The Changing Nature Of Journalism In Action

from the here-we-go-again dept

The concept of “citizen journalism” has been done to death already, of course, but two interesting pieces from E-Media Tidbits today shows exactly how the concept really is changing and impacting the media business. The first discusses the stories saying that FEMA is now trying to ban photojournalists from photographing certain images. In an age when so many people have digital cameras and cameraphones, the whole idea that you even could ban such picture taking is ridiculous. At best, all they’re doing is encouraging more “amateur” photographers to start taking pictures on their own and spreading them online as quickly as possible. Given typical government (at all levels) blindness to realities on the ground, it really shouldn’t be any surprise at all that they would think a simple ban on taking photographs would work. Even more interesting, however, is the concept of victim journalism as opposed to straight citizen journalism. One of the “problems” people have had with citizen journalism all along is the idea that those reporting on events aren’t trained journalists, and therefore unable to have the correct objective perspective (which, of course, falsely assumes that professional journalists are able to really be objective in their own right). However, the concept being described as “victim journalism” takes away the idea of objectivity entirely — and notes that the people actually involved in the event are writing up their own accounts of the event and posting it online. Readers certainly know their bias, but getting the views of participants in an event can make it seem that much more real. The point here isn’t that citizen journalism is, in any way, “replacing” traditional journalism, but that it’s adding another layer that simply didn’t exist on a widescale basis before.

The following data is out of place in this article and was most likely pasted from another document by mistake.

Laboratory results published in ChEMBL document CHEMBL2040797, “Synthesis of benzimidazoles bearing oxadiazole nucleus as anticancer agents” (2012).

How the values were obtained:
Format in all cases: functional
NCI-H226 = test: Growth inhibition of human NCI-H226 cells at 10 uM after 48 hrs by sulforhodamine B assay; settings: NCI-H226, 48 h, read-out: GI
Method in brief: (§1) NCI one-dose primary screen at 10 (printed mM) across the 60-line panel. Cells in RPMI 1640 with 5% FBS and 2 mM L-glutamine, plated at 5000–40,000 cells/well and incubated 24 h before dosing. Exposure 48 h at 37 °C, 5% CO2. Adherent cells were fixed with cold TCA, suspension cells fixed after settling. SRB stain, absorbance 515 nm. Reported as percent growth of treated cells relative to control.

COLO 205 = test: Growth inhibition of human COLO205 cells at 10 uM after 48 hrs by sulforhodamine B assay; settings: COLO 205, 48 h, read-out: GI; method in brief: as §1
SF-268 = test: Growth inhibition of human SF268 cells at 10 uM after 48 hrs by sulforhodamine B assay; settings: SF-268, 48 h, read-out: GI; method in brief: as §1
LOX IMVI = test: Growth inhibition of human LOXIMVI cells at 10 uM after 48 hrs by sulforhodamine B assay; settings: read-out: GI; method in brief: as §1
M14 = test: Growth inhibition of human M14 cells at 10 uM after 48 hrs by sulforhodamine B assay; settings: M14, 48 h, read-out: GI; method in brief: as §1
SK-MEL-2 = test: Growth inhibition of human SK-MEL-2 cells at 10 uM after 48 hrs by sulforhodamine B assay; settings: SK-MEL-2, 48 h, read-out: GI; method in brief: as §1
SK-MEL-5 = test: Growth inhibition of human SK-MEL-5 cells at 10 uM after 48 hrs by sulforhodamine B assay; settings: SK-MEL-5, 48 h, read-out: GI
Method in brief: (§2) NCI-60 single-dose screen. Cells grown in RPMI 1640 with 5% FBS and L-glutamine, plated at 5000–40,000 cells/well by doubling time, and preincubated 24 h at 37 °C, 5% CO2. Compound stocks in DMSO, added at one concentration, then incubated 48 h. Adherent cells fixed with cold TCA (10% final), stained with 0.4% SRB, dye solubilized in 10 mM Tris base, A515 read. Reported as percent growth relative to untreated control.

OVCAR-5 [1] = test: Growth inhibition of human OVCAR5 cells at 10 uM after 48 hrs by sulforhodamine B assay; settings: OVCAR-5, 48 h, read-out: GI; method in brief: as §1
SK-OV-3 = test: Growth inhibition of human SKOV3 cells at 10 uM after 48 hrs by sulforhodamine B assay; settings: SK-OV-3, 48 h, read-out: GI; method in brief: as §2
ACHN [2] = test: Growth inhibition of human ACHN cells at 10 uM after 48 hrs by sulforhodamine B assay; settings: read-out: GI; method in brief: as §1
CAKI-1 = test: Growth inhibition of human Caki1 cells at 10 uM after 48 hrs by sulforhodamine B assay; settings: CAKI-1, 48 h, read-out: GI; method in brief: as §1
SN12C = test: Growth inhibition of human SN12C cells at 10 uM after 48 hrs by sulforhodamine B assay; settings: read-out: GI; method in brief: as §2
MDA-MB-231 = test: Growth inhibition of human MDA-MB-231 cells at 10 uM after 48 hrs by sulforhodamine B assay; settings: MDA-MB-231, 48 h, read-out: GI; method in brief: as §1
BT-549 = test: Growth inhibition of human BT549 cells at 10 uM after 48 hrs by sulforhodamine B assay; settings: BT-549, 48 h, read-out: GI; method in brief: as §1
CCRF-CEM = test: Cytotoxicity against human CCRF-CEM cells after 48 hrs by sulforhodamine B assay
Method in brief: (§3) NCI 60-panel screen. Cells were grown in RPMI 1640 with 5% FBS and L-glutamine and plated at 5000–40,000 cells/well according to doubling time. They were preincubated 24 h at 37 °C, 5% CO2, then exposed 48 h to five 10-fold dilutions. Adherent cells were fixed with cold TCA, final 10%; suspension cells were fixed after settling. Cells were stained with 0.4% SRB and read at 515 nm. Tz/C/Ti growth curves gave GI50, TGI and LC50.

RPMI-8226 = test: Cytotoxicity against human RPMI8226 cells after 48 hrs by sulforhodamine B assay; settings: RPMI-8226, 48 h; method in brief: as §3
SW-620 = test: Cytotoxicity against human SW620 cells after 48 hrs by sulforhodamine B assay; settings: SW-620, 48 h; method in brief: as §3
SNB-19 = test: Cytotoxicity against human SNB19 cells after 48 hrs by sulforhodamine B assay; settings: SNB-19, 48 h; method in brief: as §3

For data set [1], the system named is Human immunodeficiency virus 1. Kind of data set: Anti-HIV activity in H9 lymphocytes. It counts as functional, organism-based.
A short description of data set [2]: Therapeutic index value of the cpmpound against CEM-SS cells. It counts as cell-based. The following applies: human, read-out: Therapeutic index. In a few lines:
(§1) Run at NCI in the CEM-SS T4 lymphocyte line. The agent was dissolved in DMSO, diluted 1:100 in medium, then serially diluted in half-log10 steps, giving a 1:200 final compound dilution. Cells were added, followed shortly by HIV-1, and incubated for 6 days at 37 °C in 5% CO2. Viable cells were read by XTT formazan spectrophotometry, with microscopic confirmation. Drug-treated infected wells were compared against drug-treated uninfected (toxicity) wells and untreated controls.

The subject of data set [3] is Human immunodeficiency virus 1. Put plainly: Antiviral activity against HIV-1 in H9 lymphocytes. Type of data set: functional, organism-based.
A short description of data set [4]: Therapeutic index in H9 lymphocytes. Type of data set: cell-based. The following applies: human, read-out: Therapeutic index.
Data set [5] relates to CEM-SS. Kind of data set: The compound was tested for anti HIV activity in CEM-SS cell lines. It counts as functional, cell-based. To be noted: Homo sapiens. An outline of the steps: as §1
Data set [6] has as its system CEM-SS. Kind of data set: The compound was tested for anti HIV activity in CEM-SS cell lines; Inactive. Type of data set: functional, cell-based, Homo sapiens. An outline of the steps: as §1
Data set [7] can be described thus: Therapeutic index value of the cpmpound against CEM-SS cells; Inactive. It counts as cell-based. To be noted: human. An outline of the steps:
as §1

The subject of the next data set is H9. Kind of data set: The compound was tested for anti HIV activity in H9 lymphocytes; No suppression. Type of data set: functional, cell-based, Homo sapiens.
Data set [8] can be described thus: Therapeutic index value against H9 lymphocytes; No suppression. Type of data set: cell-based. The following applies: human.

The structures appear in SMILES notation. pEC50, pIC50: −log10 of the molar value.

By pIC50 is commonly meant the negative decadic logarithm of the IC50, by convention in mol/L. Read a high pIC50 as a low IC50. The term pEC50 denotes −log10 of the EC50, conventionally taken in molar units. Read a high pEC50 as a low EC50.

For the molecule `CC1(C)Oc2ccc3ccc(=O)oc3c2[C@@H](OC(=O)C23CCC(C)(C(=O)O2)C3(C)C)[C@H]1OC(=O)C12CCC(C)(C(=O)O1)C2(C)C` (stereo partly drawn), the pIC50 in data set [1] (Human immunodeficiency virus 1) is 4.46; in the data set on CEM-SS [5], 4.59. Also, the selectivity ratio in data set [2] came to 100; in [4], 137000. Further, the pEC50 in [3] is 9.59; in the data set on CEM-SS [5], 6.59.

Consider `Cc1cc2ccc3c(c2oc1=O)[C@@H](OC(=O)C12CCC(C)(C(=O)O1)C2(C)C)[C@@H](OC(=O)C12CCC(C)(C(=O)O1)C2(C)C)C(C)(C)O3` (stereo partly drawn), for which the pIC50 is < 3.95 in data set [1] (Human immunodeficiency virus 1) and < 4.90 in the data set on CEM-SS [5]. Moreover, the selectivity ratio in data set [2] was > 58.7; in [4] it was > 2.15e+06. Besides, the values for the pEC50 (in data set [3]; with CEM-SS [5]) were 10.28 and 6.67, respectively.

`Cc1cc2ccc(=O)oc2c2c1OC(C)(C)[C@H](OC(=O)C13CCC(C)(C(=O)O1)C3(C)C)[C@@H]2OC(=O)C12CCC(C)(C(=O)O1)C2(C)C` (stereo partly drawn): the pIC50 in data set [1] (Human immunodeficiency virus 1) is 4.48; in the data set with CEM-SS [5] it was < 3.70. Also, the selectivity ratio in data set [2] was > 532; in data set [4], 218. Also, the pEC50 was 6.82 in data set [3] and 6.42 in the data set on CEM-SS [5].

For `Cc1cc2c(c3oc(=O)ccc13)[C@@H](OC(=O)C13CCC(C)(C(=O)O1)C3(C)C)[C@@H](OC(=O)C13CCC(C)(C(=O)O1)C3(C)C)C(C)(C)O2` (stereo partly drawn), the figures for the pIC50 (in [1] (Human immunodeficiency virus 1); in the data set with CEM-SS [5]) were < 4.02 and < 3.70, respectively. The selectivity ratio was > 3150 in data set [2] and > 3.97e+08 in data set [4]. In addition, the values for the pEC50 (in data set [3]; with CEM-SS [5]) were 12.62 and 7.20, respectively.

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Comments on “The Changing Nature Of Journalism In Action”

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Anonymous of Course says:

Re: Re: False Threats

Eh, I expect no worse from citizen journalists than from the professionals. In earlier times “kodak fiends” were summarily excuted for taking photos of the dead after similar disasters. Today our sensibilites are coarsened and our sensed muted by a constant barrage of shock journalism. What harm could more photos do?

Anonymous Coward says:

Re: Re: Re: Not This Case

Your kid drowns, and you are going to plaster pictures of her dead body all over the internet because you were the “victim” of a hurricane? No, don’t think so.

And I don’t remember any relatives going out a taking pictures of their loved ones plastered on the sidewalk when they jumped from the twin towers after 9-11 (of course they would have the get the pics in before the buildings collapsed)

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